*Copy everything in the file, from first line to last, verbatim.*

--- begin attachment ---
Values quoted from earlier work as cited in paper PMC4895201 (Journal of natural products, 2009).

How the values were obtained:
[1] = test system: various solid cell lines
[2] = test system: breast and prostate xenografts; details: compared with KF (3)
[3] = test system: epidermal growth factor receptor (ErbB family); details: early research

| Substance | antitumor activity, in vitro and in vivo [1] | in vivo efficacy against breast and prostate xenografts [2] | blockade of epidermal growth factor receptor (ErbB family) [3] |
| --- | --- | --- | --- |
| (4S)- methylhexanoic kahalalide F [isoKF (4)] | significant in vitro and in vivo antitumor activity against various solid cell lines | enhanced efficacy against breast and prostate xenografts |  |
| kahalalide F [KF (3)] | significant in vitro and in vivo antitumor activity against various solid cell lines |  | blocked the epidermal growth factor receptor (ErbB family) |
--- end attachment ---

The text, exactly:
Values quoted from earlier work as cited in paper PMC4895201 (Journal of natural products, 2009).

How the values were obtained:
[1] = test system: various solid cell lines
[2] = test system: breast and prostate xenografts; details: compared with KF (3)
[3] = test system: epidermal growth factor receptor (ErbB family); details: early research

| Substance | antitumor activity, in vitro and in vivo [1] | in vivo efficacy against breast and prostate xenografts [2] | blockade of epidermal growth factor receptor (ErbB family) [3] |
| --- | --- | --- | --- |
| (4S)- methylhexanoic kahalalide F [isoKF (4)] | significant in vitro and in vivo antitumor activity against various solid cell lines | enhanced efficacy against breast and prostate xenografts |  |
| kahalalide F [KF (3)] | significant in vitro and in vivo antitumor activity against various solid cell lines |  | blocked the epidermal growth factor receptor (ErbB family) |